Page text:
On reading this article I was left with the sense of being cheated – not in a really sinister way, more like drinking a coffee only to find it was decaff. I wonder when an organisation will have enough courage to try and step out from behind the screen of jargon and code that survives particularly well in the brand advertising space. From what I read and understand from my contacts, Xerox tripped and fell as a result of missing the tipping point and shifting to a service based proposition as a reaction rather than a leading risk. Competitors were beating them to the punch in their core printer sales business and Xerox struggled with over reliance on a once leading brand and failed to lead the market they created. They got muddled between selling to the channel and the end client/printers or services and all in all missed the turning tide of infrastructure investment retreating towards outsourced services. They quickly re-branded themselves ‘The Document Company’ and began efforts to claw back market share by diversifying into the BPO space. Like so many once great organisations they began to believe their own PR (M&S refusing to accept any other credit card than their own precipitated the beginning of a slump that they have arguably never fully arrested). Whether you are big or small you have to keep your eye beyond the horizon and make guesses on where landfall might be and TAKE RISKS – simply ploughing the same furrow you have always done just ‘because we are (were, actually!) the best’ is not a strategy worth the title.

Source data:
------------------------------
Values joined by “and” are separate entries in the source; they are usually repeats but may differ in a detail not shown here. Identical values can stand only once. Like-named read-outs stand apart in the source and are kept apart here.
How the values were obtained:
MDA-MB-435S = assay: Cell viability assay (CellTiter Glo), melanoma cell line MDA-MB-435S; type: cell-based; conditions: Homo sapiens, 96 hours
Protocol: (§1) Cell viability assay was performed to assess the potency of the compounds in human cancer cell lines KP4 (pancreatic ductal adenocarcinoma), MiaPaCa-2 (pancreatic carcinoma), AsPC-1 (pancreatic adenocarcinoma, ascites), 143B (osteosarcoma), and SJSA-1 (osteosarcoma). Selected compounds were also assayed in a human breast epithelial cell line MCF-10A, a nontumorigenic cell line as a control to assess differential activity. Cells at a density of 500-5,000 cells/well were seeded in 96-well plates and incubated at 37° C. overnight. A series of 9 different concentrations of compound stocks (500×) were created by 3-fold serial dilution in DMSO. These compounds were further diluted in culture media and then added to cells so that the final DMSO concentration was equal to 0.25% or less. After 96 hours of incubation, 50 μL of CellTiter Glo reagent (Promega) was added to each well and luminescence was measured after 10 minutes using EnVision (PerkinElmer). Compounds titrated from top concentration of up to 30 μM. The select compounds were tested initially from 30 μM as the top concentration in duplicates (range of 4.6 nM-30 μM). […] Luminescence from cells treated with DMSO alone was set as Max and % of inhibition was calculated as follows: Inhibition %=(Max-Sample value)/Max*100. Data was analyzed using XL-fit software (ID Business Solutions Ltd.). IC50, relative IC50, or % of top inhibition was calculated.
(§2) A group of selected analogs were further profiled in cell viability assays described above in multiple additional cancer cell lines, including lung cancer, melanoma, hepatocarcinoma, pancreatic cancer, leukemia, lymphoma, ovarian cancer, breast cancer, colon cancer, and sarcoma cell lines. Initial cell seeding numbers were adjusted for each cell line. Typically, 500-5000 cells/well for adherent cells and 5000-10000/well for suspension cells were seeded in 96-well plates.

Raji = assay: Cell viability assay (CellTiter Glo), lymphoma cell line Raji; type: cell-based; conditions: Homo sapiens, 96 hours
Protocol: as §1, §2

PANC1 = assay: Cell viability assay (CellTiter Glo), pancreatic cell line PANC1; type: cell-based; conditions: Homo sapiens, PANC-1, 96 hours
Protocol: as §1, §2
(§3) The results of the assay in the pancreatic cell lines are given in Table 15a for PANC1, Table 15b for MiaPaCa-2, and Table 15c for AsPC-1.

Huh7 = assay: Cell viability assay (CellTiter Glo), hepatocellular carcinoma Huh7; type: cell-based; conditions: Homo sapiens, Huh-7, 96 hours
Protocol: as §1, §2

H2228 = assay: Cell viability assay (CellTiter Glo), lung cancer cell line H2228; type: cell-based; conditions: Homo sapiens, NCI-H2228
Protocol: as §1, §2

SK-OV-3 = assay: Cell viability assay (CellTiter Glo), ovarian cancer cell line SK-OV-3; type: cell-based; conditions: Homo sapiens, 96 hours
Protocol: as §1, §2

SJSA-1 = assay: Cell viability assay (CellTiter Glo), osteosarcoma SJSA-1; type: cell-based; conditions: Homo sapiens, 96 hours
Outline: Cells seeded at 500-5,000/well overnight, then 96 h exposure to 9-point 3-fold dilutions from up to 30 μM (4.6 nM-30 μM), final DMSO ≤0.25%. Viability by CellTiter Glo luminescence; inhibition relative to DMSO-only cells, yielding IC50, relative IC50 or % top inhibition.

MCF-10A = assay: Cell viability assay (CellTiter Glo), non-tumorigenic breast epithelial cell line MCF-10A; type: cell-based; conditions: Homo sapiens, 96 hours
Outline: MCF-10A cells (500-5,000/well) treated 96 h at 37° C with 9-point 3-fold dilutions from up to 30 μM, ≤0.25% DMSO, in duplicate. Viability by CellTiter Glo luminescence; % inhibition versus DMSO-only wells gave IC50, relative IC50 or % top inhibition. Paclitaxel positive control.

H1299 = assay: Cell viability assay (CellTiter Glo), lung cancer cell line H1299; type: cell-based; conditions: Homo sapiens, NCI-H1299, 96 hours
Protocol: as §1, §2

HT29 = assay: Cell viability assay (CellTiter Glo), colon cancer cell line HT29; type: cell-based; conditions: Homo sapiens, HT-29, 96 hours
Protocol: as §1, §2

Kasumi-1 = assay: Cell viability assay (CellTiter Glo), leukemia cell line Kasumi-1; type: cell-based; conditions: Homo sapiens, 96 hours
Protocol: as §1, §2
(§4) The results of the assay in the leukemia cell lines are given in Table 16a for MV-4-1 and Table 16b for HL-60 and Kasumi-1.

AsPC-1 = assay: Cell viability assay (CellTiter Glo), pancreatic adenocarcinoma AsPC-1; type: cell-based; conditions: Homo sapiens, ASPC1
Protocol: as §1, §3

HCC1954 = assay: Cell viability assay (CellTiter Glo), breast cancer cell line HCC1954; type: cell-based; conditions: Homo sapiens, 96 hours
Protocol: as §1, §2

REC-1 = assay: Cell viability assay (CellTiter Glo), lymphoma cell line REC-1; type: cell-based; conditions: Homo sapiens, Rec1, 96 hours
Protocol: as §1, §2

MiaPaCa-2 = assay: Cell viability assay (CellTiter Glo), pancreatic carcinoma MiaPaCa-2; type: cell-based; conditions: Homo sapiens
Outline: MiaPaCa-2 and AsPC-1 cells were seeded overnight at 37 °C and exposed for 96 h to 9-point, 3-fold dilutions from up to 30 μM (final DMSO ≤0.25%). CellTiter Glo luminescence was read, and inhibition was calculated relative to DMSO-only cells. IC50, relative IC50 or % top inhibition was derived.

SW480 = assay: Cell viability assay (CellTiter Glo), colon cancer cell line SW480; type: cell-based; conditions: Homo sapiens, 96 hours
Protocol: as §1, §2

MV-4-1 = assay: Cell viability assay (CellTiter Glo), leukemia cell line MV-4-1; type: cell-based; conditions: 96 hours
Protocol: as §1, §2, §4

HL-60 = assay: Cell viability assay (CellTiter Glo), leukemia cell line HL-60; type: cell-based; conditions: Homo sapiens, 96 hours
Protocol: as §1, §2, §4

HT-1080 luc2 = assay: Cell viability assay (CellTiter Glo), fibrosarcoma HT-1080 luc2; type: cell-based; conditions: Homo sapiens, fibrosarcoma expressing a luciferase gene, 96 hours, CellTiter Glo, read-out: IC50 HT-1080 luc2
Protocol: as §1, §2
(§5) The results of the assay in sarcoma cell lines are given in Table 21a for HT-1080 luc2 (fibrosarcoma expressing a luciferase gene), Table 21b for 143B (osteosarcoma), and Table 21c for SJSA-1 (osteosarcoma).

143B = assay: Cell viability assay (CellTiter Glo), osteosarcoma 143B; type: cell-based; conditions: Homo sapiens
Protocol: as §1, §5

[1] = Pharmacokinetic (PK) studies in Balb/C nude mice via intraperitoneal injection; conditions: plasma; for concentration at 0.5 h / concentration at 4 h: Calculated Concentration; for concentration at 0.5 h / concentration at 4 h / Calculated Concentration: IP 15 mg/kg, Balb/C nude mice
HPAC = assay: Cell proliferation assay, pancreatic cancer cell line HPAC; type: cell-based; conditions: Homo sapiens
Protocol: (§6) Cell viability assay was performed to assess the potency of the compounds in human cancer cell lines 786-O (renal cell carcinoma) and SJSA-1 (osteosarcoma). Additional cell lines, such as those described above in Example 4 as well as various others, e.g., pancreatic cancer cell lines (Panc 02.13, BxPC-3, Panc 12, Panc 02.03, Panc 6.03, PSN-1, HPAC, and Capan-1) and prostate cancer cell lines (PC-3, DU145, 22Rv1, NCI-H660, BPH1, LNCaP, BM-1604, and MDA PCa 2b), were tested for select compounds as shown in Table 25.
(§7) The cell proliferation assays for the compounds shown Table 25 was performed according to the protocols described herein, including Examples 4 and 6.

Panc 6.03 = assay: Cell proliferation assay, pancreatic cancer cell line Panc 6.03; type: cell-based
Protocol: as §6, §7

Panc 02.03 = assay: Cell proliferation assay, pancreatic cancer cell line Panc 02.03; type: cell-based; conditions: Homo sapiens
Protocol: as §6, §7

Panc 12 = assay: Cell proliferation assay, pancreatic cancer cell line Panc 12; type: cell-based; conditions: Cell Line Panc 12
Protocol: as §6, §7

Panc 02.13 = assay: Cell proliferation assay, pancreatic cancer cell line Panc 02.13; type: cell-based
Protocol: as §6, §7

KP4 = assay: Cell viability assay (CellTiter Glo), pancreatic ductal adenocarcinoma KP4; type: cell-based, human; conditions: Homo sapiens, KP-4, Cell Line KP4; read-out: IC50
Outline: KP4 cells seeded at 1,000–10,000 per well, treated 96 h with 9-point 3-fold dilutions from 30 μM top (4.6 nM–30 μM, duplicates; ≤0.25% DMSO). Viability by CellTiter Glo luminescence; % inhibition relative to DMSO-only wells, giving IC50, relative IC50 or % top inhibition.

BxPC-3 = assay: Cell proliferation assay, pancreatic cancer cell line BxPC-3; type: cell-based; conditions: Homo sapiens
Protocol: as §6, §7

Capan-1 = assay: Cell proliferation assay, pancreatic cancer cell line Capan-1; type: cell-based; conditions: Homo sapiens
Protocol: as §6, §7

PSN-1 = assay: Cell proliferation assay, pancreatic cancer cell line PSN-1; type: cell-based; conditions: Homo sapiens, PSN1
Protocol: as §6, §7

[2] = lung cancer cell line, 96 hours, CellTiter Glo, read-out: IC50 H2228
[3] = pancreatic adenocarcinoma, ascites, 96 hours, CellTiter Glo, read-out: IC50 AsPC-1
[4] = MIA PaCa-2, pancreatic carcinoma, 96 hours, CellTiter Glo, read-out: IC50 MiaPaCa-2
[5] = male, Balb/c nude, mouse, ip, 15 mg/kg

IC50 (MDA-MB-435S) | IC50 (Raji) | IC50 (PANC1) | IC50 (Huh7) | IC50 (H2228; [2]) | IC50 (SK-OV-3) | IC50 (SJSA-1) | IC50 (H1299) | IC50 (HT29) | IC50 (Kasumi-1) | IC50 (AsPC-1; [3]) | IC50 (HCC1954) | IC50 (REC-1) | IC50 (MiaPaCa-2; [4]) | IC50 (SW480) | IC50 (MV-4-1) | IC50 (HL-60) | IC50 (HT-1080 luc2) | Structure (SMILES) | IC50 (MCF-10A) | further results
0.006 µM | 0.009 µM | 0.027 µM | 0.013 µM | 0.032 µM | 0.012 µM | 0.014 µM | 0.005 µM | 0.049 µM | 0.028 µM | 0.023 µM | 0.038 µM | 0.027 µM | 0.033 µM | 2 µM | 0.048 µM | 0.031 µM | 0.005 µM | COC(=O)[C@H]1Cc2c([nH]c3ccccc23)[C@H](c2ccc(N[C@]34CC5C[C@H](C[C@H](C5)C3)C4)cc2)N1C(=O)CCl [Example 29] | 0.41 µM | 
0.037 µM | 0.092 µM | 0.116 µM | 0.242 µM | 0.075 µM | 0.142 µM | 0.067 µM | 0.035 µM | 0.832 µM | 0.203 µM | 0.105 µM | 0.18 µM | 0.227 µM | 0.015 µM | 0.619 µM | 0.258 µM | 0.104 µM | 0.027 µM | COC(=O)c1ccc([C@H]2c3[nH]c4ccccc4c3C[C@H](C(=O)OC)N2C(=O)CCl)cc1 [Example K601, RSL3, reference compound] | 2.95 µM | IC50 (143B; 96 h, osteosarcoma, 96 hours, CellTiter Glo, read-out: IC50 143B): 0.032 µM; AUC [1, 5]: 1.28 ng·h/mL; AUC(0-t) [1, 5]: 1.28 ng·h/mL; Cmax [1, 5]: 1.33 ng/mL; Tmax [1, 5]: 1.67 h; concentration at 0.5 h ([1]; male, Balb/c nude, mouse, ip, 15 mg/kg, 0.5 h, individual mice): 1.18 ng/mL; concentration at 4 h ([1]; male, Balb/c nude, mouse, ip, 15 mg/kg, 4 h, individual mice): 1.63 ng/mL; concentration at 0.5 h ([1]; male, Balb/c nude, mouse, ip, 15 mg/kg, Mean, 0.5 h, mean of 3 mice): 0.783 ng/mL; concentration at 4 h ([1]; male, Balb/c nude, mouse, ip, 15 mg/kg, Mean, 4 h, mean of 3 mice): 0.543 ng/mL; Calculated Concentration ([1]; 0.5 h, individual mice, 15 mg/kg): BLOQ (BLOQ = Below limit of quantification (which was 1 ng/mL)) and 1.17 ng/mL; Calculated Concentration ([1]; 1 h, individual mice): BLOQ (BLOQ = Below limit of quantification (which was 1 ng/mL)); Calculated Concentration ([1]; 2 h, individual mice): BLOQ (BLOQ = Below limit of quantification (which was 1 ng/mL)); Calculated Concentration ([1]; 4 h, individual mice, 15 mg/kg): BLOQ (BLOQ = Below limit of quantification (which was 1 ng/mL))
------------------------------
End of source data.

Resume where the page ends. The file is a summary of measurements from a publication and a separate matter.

This article seems to be papering over the cracks and describing how difficult it can be to explain a change in strategic direction for a big brand like Xerox.Perhaps if you told it like it was you may earn a little more respect than trying to fabricate a linear progression and wrap it all up with some TV spots. Try this;
We were brilliant back then, the leaders in everything we did and frankly we got complacent. We came down from the crow’s nest and got fat, dining in the captains cabin instead. When we hit the rocks we were repaired and refloated by the USS Chapter 11, which happened to be passing. Since then we have seen the error of our ways and chosen to part exchange our busted up ship for this shiny new one ‘ACS’. We put the name ‘Xerox’ on it because we (and our brand strategy consultants that have been with us for years helping us towards the rocks) thought it had real value. Xerox (ACS) – the document (and BPO) company (that sells printers)
Once you have missed a tipping point like Xerox and many others have done and will do again, you just have to try and recover if you are able to – never mind the brand strategy. Chapter 11 certainly helped Xerox recover and I suppose we will never know just how important this was for them. The thing is that they then bought ACS ‘off the shelf’ as the ultimate incarnation of what they tried (and failed) to do years before when diversifying and becoming ‘The Document Company’. The same shallow strapline spinning that got them into the hot water at the time seems to be alive and well in the big X today if this article is anything to go by.